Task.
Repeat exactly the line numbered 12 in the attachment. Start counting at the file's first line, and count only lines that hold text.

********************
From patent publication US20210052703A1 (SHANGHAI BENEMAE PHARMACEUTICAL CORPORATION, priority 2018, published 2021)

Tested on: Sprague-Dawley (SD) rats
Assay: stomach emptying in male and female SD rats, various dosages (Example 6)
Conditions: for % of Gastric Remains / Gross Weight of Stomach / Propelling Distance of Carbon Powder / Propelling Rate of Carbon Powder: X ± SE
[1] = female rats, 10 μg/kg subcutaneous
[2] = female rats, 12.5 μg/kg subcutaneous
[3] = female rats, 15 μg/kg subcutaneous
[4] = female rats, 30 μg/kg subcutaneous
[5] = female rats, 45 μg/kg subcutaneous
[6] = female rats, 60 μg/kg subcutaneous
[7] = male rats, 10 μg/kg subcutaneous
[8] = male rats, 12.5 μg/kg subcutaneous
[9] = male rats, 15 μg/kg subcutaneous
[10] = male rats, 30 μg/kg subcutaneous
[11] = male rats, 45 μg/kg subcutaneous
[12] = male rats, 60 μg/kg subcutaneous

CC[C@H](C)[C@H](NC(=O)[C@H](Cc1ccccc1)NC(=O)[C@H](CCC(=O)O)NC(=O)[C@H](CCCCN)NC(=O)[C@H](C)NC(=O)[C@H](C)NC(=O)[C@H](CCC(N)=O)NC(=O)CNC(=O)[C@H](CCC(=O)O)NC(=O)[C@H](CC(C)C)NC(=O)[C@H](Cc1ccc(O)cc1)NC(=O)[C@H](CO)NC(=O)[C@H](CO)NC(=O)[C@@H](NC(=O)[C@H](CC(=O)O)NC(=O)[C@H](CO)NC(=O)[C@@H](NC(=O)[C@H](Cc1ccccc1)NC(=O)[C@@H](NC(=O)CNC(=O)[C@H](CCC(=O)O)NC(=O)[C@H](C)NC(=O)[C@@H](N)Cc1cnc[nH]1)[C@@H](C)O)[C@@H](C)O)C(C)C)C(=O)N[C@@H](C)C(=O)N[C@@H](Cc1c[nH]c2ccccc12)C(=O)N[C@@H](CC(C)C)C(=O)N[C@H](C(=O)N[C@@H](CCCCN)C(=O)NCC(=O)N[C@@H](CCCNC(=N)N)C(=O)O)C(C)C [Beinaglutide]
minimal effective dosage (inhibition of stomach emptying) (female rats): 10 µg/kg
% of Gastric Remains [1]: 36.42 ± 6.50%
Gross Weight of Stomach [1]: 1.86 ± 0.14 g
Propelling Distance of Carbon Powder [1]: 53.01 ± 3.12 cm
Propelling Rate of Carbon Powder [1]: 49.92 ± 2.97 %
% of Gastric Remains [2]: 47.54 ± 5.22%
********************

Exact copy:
[8] = male rats, 12.5 μg/kg subcutaneous